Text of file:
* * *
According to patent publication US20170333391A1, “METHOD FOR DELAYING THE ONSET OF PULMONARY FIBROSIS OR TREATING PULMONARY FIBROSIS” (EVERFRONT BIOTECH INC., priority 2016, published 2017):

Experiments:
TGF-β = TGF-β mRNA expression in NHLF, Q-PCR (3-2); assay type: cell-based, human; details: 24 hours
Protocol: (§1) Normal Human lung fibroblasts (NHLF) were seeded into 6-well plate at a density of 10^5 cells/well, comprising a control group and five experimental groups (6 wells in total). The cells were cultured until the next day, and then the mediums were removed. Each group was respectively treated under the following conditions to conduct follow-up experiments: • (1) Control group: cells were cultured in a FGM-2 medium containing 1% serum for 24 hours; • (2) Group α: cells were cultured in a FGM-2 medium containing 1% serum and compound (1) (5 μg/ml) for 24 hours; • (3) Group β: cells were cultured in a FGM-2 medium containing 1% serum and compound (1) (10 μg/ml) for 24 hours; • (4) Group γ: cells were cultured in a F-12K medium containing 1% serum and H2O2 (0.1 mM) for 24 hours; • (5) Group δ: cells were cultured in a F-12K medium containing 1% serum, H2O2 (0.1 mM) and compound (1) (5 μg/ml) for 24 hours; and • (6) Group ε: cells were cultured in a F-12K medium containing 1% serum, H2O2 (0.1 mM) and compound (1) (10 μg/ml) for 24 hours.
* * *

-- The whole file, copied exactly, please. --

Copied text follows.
According to patent publication US20170333391A1, “METHOD FOR DELAYING THE ONSET OF PULMONARY FIBROSIS OR TREATING PULMONARY FIBROSIS” (EVERFRONT BIOTECH INC., priority 2016, published 2017):

Experiments:
TGF-β = TGF-β mRNA expression in NHLF, Q-PCR (3-2); assay type: cell-based, human; details: 24 hours
Protocol: (§1) Normal Human lung fibroblasts (NHLF) were seeded into 6-well plate at a density of 10^5 cells/well, comprising a control group and five experimental groups (6 wells in total). The cells were cultured until the next day, and then the mediums were removed. Each group was respectively treated under the following conditions to conduct follow-up experiments: • (1) Control group: cells were cultured in a FGM-2 medium containing 1% serum for 24 hours; • (2) Group α: cells were cultured in a FGM-2 medium containing 1% serum and compound (1) (5 μg/ml) for 24 hours; • (3) Group β: cells were cultured in a FGM-2 medium containing 1% serum and compound (1) (10 μg/ml) for 24 hours; • (4) Group γ: cells were cultured in a F-12K medium containing 1% serum and H2O2 (0.1 mM) for 24 hours; • (5) Group δ: cells were cultured in a F-12K medium containing 1% serum, H2O2 (0.1 mM) and compound (1) (5 μg/ml) for 24 hours; and • (6) Group ε: cells were cultured in a F-12K medium containing 1% serum, H2O2 (0.1 mM) and compound (1) (10 μg/ml) for 24 hours.